Durable Goods Report Confirms Slower Economic Growth

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Durable goods orders

(

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) had a suprisingly steep drop in October, the Commerce Department reported this morning. It was their biggest fall in three months.

A steep drop in aircraft orders was largely responsible for the poor overall showing. Still, the data provide additional evidence that the pace of economic growth is slowing.

"It is important to note that this report is a volatile one and is known for its wide month-to-month swings, however, the data overall suggest a degree of slowdown of momentum within the factory sector,"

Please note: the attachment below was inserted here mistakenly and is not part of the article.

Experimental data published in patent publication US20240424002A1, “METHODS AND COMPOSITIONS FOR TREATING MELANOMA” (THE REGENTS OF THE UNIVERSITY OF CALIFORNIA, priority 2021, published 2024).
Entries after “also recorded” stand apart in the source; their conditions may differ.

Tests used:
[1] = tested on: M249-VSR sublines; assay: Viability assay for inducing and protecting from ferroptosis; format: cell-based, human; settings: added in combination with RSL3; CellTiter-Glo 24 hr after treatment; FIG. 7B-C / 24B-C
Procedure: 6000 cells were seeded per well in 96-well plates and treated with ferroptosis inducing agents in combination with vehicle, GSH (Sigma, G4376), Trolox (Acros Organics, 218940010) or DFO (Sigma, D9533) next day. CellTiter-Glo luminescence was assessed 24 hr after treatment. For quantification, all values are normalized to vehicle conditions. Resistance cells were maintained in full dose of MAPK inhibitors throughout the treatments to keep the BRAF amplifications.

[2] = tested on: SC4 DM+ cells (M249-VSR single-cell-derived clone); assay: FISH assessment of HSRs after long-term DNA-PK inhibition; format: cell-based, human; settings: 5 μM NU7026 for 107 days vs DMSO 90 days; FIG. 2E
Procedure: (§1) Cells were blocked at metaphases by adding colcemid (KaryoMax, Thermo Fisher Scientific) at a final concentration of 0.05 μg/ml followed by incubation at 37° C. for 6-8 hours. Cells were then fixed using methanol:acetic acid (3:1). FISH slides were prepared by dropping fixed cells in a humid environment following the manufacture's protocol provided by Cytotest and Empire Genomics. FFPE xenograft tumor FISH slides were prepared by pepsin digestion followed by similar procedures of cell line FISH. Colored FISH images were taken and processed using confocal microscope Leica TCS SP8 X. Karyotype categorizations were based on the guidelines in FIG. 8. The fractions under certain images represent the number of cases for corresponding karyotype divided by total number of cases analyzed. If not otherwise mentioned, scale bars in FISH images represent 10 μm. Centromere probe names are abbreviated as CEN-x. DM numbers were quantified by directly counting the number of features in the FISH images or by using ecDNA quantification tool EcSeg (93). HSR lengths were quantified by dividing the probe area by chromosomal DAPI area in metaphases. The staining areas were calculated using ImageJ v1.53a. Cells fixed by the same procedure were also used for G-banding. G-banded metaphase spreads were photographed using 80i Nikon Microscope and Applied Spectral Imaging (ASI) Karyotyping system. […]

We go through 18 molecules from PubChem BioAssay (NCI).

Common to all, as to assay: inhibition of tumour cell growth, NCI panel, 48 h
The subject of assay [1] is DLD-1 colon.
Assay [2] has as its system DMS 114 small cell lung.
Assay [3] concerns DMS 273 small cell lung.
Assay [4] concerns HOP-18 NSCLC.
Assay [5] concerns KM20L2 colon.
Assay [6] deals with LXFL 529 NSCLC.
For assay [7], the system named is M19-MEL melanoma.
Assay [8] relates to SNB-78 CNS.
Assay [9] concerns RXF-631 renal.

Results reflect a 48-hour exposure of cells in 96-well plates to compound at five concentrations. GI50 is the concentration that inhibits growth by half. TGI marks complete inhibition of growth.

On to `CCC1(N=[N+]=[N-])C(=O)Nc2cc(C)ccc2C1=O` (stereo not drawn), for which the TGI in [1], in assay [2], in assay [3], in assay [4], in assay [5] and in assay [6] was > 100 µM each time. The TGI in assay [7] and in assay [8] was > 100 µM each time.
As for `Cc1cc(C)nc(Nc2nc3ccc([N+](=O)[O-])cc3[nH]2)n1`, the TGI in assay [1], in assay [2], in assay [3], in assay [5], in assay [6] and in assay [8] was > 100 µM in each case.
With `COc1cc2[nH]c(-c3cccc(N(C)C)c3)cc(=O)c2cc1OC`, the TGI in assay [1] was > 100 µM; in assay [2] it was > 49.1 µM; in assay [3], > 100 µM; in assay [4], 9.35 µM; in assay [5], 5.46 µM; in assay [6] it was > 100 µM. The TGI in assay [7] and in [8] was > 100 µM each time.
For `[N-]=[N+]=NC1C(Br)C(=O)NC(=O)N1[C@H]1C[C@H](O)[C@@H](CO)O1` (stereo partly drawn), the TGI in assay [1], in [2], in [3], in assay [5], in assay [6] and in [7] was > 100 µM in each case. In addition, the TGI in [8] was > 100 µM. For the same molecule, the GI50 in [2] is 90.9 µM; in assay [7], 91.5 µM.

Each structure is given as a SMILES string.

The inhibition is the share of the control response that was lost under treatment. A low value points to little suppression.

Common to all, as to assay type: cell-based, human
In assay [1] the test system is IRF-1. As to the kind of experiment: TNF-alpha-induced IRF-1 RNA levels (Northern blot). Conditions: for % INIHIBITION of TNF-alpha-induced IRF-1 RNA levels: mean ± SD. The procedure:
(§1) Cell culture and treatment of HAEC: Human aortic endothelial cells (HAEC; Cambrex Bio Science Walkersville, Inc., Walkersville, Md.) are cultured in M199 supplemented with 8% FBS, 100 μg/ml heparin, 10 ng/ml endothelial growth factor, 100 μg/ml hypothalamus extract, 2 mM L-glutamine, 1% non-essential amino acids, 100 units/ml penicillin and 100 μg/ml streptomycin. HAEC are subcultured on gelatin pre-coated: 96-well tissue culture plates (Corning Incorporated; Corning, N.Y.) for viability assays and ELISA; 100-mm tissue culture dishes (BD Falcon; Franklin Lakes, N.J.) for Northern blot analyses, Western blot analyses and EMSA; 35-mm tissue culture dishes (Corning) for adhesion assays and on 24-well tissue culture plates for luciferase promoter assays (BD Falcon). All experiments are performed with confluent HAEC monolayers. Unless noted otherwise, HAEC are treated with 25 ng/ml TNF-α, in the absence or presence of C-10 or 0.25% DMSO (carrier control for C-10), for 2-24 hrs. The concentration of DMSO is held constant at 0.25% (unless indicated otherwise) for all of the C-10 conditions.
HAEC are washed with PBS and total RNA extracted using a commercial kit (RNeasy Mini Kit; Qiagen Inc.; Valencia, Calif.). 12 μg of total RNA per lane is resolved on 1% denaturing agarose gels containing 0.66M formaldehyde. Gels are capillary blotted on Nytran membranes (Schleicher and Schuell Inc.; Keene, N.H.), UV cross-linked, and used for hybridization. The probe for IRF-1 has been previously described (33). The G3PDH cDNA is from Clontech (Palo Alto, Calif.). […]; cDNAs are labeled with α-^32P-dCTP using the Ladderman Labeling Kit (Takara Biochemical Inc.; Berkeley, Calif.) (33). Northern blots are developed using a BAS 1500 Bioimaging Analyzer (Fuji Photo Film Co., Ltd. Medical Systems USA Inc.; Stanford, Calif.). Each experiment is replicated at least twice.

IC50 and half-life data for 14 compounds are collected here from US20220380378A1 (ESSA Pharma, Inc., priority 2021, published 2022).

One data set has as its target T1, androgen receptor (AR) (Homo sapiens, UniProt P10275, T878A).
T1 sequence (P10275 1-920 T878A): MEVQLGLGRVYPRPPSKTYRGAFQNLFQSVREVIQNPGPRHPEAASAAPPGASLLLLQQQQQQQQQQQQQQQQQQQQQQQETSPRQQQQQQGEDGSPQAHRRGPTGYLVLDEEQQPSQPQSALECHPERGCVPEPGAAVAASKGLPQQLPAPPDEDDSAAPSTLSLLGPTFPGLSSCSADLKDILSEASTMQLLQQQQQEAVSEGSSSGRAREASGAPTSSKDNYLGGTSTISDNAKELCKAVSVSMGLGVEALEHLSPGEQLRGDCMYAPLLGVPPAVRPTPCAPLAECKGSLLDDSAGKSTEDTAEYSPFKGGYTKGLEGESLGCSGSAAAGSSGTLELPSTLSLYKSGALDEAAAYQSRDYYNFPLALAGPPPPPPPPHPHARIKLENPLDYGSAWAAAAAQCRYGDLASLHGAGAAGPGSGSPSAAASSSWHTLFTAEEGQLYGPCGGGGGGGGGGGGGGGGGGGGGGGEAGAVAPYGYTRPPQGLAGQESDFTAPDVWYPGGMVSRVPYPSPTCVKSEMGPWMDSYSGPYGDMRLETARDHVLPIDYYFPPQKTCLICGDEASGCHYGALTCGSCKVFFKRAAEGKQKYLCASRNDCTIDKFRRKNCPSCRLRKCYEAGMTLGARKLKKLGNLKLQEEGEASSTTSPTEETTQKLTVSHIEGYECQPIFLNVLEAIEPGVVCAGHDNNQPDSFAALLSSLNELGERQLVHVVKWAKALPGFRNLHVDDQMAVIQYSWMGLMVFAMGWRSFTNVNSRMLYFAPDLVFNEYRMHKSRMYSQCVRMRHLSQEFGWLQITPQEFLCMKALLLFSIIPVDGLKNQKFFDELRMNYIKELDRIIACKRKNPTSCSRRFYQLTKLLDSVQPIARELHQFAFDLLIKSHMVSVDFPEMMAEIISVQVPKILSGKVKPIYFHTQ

Barclays Capital

economist Henry Willmore wrote in a research note.

Orders for durable goods -- goods intended to last three or more years, such as cars and appliances -- fell 5.5% to $209.9 billion in October, their largest drop since a 13.2% drop in July. Economists polled by

Reuters

had forecast a drop of 1.3%, on average.

The total was skewed by a 15.8% drop in orders for aircraft and other transportation equipment, to $44.9 billion. Excluding this notoriously volatile component, durable goods orders fell only 2.2%.

Still, the year-on-year growth rate of durable goods orders in October, 1.4%, was the slowest since November 1998.